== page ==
The next site (like I said earlier, a day packed with site-seeing) was Pul Kanjari, an old bridge, bathing pool, temple and old trading center (before the partition). The story goes that Maharaja Ranjit Singh (a king) would rest there with his troops and one of his favorite things to do is watch a dancer Moran, of the kanjari caste. One day, she was crossing the canal and lost her shoe and refused to dance. In response, Maharaja Ranjit Singh went ahead and commanded that a bridge be constructed. The bathing pool was a stunning stone structure, which contained a temple at the highest point to prevent flooding. There was no water in the pool while we were there, but if there were, then three separate entrances would be used- one was for men, a private enclosure for women, and a ramp for animals. While there, we had a fun photo shoot (our group really enjoys taking photos) ranging from Jack and Rose from Titanic to pretending to be models on America’s Next Top Models. From a distance we viewed the ruins of the bridge (we weren’t allowed to get close) and a monument commemorating the soldiers from the battles in the 1970’s against Pakistan, whom reclaimed the area from Pakistani rule.
[Pic of us pretending to be models, maybe a picture of the whole thing, group pic]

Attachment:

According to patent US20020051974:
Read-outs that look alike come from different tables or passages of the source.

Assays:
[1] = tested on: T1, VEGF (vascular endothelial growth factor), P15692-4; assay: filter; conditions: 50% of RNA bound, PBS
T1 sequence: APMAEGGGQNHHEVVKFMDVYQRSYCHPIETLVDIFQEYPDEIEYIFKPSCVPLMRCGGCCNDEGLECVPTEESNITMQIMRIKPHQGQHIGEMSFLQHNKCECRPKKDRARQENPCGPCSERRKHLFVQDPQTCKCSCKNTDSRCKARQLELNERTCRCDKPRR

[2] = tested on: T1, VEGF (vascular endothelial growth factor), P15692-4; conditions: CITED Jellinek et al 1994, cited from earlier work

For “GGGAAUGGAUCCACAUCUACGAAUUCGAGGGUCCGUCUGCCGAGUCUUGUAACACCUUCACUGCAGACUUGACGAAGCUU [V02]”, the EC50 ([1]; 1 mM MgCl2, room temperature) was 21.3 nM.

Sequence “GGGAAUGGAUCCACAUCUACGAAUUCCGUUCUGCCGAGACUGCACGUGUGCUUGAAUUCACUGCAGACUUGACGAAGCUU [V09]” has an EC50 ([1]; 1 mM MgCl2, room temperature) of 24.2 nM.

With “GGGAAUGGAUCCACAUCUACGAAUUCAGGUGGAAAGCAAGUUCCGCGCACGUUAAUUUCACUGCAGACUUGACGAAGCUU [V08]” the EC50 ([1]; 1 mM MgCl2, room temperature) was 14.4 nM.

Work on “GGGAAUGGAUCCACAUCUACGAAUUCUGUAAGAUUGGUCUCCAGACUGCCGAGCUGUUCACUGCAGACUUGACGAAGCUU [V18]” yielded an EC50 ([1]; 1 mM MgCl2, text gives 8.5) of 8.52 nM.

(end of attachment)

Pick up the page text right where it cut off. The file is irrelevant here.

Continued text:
The last stop we visited was the Wagha Border, another border area between India and Pakistan where daily, there is a “changing of the guard” type ceremony. There were quite literally thousands of people whom were trying to reach the border to watch the ceremony. We were seated about 30-40 minutes before the ceremony was supposed to begin. The “hype man” had different sections cheering, patriotic music was playing, and then women ran out waving the flag and proceeded to dance to Bollywood hits. The time finally came that the ceremony was going to start. The best way to describe the ceremony is a macho-man competition between the guards in India and guards in Pakistan. It would start with who could yell the longest (circular breathing must be useful here) and then who could kick the highest and appear the strongest. For a brief time, both gates were open and in no man’s land, the soldiers were performing and bringing down their respective flags. Once that was done, both gates were promptly (and forcefully) closed and the ceremony had concluded. While this was very much a competition between India and Pakistan, some communication between the two had to be established to choreograph such an intricate ceremony, which I thought was remarkable and beautiful because it is often easy to focus on the negativity and animosity between both countries.